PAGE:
Breast cancer (BC) is characterized by several histological and genetic distinctive features, which lead to substantial differences in treatment and clinical outcomes [1, 2]. After the advent of screening mammography, the proportion of detected early carcinomas increased substantially and only 20% of them were expected to progress, which implied a high number of over-diagnosed lesions [3]. Well-established models of breast cancer evolution propose an apparently continuous but non-obligatory progression through a series of increasingly abnormal stages, including the carcinoma in situ. Ductal carcinoma in situ (DCIS) represents 20–25% of newly diagnosed BC in industrialized countries and up to 40% of DCIS lesions progress to invasive carcinoma (IDC) if untreated [4]. Similarly to IDC, DCIS is a heterogeneous group of breast lesions and the potential for progression to invasive carcinoma varies among the molecular subtypes [59]. The evaluation of clinical biomarkers in adjacent DCIS and IDC allowed determining that different degrees of aggressiveness characterize DCIS lesions with high heterogeneity in the same patient. An intra-tumor genetic heterogeneity was also observed in adjacent DCIS and IDC, indicating that tumor cells with specific genetic and/or epigenetic variants may be selected during progression [1012]. Definitely and at variance with IDC, neither traditional classification systems, nor molecular characterizations can reliably predict whether DCIS will progress. In addition, the intracellular pathways that control progression to IDC are still largely unknown, making it difficult to identify either robust biomarkers or therapeutic targets for DCIS.

Since present approaches do not allow accurate risk stratification, low-risk patients are particularly poorly defined in terms of need for adjuvant therapies, with subsequent generation of short-term and/or long-term effects affecting all-cause mortality. It is then clearly emerging that efficient diagnostic assays predicting the risk of recurrence and/or progression of each DCIS will play a crucial role in the selection of individual therapy [13].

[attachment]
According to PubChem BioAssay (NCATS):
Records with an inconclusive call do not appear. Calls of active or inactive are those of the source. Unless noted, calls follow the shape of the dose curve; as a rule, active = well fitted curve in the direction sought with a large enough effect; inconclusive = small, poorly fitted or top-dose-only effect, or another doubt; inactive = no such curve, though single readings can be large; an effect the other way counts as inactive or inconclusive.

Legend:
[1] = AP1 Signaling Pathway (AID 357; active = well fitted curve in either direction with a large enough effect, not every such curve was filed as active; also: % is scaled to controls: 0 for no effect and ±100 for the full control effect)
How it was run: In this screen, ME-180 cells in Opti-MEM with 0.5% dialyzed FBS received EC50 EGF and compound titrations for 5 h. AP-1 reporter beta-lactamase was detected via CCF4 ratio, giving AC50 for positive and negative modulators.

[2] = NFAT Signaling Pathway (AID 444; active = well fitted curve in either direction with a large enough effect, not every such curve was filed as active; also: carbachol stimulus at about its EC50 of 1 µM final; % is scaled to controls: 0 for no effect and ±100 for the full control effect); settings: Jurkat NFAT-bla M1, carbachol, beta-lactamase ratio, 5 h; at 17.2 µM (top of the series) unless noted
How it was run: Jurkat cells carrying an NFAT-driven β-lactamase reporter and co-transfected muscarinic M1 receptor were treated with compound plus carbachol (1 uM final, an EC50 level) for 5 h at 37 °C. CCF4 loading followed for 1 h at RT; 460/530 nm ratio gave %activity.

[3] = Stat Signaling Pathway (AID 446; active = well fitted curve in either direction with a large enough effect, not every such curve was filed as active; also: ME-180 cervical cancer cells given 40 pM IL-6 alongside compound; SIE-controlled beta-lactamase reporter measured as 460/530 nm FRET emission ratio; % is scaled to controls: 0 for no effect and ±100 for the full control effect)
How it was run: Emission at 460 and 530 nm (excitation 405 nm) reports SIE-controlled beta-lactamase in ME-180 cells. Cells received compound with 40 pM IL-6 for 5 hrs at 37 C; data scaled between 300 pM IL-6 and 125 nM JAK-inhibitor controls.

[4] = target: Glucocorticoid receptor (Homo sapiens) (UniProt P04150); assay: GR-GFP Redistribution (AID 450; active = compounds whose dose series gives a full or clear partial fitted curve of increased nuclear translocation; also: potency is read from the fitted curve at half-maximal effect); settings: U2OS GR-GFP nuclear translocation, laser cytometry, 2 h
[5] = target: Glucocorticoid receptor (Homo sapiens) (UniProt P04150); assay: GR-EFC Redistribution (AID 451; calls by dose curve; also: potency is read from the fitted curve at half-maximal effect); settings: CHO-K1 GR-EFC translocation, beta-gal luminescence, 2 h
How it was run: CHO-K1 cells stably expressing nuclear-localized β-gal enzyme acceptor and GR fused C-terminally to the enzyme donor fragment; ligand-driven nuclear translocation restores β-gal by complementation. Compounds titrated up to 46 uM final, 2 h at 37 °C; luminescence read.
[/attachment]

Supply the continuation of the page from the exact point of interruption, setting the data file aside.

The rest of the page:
MicroRNAs (miRNAs), conserved single-stranded RNA molecules, are non-coding RNAs that post-transcriptionally regulate gene expression. MiRNAs control many cancer hallmarks such as proliferation, growth suppression, cell death, angiogenesis, invasion and metastasis, but also genome instability and inflammation [14]. Although several studies have investigated miRNAs in many aspects of breast cancer [15, 16], lesser attention has been devoted to the progression of DCIS to IDC. In addition, due to tumor heterogeneity, large variation exists among the few available miRNA profiles of DCIS, performed in very small cohorts and not investigated, however, for their functional properties [12, 17, 18].

Our work was aimed to identify miRNAs with an effective role in the path/s from in situ to invasive BC. This study includes formalin-fixed tumor samples from 4 DCIS patient groups: a test cohort of pure DCIS and three validation cohorts formed by pure DCIS, DCIS with adjacent IDC, pure DCIS from patients with, and without subsequent IDC in contralateral breast.


miR-126 and miR-218 are elevated in pure DCIS

To gain new insights into the miRNomics of DCIS, we profiled a collection of 30 pure in situ breast tumors (Cohort 1) by performing RNAseq on small RNA. The expression of 1222 different mature miRNAs was measured across all DCIS samples. The miRNA-Seq profiles were compared to those of other DCISs from the Farazi’s cohort [17] and of IDCs from the TCGA cohort. miR-125b, miR-126, miR-218 and miR-195 were over-expressed in DCIS vs. IDC (P < 0.001) and their over-expression was confirmed in the small Farazi DCIS cohort (P < 0.001) (Figure 1A). Among these miRNAs we successfully cross-validated miR-126 and miR-218 when using the samples from the Norway study by Sorlie and coworkers [12] (Supplementary Figure 1). miR-210 was previously reported to be associated with DCIS malignant transition [18] and this study confirmed its over-expression in DCIS with respect to normal tissues (P < 0.001), but not to IDC (Figure 1A).